How Stanford wants to Ride the Wave of Online Learning
In January Stanford President John Hennessy said in a Faculty Senate meeting that online education is a tsunami academia has to face. He added that
“We want to get ahead of this wave. I want to be surfing the wave, not drowning in it.”
according to TechCrunch.
Yesterday Stanford announced the appointment of Computer scientist John Mitchell as new vice provost for Online Learning. According to the article this is only part of a larger initiative that aims to prepare the university towards the requirements and potential of the 21st century.
The creation of the Office of the Vice Provost for Online Learning (VPOL) is also a commitment to bring new teaching and learning methods to Stanford students around the globe. It is planned as a laboratory for Stanford and its teachers, providing leadership and information monitoring the evolution of online learning over the next years.
Stanford sees technology also as a mean to widen its reach and attract and teach students no matter where they are.
In order to bring more and more of its courses online, Stanford Online will focus on involving faculty in new teaching and learning methods and supporting course production and online delivery during the coming academic year.
Stanford already found great success in online learning through their partnership with Coursera, an online learning platform founded by two Stanford professors on leave. The courses have attracted hundreds of thousands of online students in the past year.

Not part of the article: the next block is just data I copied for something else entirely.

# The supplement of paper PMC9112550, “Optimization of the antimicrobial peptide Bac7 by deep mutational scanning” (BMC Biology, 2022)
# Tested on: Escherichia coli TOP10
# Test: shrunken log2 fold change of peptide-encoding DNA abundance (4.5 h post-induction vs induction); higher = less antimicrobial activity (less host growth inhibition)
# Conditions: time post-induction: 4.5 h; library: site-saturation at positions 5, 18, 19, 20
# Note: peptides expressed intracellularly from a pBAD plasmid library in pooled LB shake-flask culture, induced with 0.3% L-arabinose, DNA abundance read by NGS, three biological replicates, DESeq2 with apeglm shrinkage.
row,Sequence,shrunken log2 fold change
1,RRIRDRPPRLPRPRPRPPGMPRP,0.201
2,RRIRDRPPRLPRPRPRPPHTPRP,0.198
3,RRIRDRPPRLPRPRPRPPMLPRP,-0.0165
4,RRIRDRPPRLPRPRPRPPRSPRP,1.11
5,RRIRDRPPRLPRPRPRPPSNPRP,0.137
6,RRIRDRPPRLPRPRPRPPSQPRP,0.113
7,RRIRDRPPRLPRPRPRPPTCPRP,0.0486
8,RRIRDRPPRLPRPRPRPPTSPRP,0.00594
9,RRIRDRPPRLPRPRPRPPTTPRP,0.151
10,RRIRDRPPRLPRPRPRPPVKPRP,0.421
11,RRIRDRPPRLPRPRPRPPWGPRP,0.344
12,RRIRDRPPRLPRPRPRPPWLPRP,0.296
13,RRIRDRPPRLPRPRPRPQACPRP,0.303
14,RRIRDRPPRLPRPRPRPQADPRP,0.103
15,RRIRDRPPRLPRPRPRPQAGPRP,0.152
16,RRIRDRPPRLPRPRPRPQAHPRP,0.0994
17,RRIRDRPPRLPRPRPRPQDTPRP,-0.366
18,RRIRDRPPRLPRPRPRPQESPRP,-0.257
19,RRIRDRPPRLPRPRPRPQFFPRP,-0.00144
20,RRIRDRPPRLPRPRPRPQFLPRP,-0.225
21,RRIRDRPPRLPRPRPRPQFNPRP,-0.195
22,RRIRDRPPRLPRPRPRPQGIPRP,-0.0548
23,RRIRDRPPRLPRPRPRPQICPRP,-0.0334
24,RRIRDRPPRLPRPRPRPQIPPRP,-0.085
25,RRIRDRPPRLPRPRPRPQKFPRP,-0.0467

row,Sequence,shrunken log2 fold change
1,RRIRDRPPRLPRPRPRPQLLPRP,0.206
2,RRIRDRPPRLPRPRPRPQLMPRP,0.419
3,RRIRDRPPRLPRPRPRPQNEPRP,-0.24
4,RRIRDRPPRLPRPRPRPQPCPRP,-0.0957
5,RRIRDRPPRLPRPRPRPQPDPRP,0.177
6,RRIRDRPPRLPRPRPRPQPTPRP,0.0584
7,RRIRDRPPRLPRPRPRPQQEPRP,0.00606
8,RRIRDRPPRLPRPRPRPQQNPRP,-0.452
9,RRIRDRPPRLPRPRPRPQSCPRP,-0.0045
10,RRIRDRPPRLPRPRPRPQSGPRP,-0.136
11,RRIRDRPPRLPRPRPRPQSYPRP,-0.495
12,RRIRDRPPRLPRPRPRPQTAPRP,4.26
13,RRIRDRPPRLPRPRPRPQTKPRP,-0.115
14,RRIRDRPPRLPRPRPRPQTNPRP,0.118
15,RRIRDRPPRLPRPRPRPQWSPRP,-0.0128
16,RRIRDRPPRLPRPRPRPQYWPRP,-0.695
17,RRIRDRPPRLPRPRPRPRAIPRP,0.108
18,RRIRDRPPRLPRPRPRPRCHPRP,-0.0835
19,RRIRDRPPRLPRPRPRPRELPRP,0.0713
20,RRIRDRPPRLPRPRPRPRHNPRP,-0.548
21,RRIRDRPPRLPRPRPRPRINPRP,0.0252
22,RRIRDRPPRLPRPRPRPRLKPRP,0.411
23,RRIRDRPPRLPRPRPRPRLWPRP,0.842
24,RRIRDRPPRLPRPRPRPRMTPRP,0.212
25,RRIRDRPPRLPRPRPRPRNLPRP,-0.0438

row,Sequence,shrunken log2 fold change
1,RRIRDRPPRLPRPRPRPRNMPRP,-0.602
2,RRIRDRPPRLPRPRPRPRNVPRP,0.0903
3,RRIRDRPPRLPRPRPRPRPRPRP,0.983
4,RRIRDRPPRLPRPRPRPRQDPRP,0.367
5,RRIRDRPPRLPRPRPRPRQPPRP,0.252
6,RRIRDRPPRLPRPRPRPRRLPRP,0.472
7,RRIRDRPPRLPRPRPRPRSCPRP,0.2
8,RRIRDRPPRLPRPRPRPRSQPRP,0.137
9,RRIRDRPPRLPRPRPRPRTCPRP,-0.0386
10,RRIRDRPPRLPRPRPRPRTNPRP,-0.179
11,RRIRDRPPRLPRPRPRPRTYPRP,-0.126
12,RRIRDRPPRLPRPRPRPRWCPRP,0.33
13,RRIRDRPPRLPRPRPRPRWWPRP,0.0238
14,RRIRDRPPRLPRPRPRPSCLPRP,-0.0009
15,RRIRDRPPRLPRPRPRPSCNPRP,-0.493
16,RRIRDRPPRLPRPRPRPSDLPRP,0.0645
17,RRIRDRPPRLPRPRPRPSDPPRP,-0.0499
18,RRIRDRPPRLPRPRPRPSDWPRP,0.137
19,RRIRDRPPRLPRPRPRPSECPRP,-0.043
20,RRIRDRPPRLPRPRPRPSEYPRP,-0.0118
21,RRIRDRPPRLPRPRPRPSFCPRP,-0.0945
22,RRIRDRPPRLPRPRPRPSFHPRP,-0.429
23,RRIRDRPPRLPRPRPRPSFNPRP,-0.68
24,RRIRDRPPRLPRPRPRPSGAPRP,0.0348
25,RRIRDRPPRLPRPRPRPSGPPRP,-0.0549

A redesigned website of Stanford Online will be launched on September 21st, making it easy for students to search and find online courses and information for everyone else interested in the development of the VPOL and its initiatives.
Of course, the main problem to solve will be the accreditation of the online courses besides the recent teething problems of low quality and plagiarism.
New research links urban planning and political polarization.
- Canadian researchers find that excessive reliance on cars changes political views.
- Decades of car-centric urban planning normalized unsustainable lifestyles.
- People who prefer personal comfort elect politicians who represent such views.
Progressive America would be half as big, but twice as populated as its conservative twin.
- America's two political tribes have consolidated into 'red' and 'blue' nations, with seemingly irreconcilable differences.
- Perhaps the best way to stop the infighting is to go for a divorce and give the two nations a country each
- Based on the UN's partition plan for Israel/Palestine, this proposal provides territorial contiguity and sea access to both 'red' and 'blue' America
Science and the squishiness of the human mind. The joys of wearing whatever the hell you want, and so much more.
- Why can't we have a human-sized cat tree?
- What would happen if you got a spoonful of a neutron star?
- Why do we insist on dividing our wonderfully complex selves into boring little boxes
SMARTER FASTER trademarks owned by The Big Think, Inc. All rights reserved.